I have always been a safe harbor. I've been the queer person who answered invasive questions, listened respectfully to arguments against marriage equality, and gave people a pass for stupid gay jokes because I understood they didn't mean to be offensive. I've been the liberal Democrat who rarely challenged friends and family who consistently voted Republican, even when those votes were often for candidates who sought to invalidate my identity, my family, and my very existence. I've been patient and careful because I believe in building bridges across difference and that my greatest influence is through slow and steady challenges of those with whom I have relationships. But this presidential election is different. This is not a time for silence.
I have voted in every election since 1986 and never in my life has the divide between parties seemed as great as it is now and voting Republican in this election will mean something very different than it has in the past.
Republicans have obscured the real issues facing this country through fear mongering and hateful rhetoric and respectful discourse has been replaced by arrogance and threats. People of color have been assaulted at Trump rallies and he himself said he wished he could punch a protestor in the face. Meanwhile, Ted Cruz recently joked at a CPAC appearance, "No, I haven't stopped beating my wife." These are just two small examples of the tone and belief systems of the two leading candidates for the Republican nomination but there are plenty more examples of their attacks on free speech, minorities, and allies. Both candidates embolden people to speak out and act on their ignorance and bigotry, creating a climate that is increasingly hateful and dangerous.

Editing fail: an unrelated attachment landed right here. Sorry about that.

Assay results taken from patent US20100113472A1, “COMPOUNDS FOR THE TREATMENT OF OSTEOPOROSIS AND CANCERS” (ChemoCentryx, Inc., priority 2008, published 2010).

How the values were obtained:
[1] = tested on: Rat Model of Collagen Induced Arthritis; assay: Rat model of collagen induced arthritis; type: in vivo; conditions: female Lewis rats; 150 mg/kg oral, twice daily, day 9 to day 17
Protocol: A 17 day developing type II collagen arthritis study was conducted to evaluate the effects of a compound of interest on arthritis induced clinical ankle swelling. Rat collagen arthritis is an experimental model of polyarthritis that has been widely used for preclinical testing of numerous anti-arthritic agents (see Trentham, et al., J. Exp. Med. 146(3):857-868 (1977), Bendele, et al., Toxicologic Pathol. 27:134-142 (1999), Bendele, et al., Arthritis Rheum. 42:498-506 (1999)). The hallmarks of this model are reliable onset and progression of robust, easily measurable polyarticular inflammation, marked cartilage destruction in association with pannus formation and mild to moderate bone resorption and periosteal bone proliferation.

This week, NBC shared an exit poll that showed that the majority of Republicans want to ban muslims from entering the country and I retweeted it because I found it so disturbing:
— Vikki Reich (@uppoppedafox) March 16, 2016
In response to that simple retweet, I was called a white traitor, a kike, and "oven worthy." I went to the timelines of the three offenders and their tweets are filled with misogyny, antisemitism, homophobia and transphobia, racist rants and threats of violence. They are also all Trump supporters.
Make no mistake - people like this will come for us all.
The Republican candidates and their supporters have their sights set on women, the LGBT community, immigrants, people of color, the poor and freedom of speech. Some will argue and say that I can't blame the candidates for the actions of their followers and, in the past, that might have been true but right now, it's not. They have reduced conversation to the basest level and, in doing so, empowered the most bigoted in this country to speak and act out. It's as if people have been given a license to hate and I'm scared. I'm scared because I have always held fast to the belief that love and justice will win in the end. I'm scared because the coming months will be filled with more hate speech and violence. I'm scared because lines will be drawn and I can't fathom how such division can be reconciled.
I don't often write about politics because I don't feel qualified but I am qualified to write about the kind of world in which I want to live and the kind of world I want for my children. I want a world full of kindness and compassion. I want a world in which leaders value peace and are capable of respecting differences. I want a world in which we recognize that our fates are tied together, that united we can do so much better.
I can't control the way people vote and doubt I have much power to change the minds of those who plan to vote Republican. Vote as you feel you must but do not vote Republican and then tell me that you are still an ally to the LGBT community and communities of color. Recognize that voting Republican speaks volumes about the world you want and your core values. I realize that this may seem harsh, maybe even out of character for me, but I can't afford to be patient this time and I no longer have the luxury of subtlety.
Photo Credit: NBC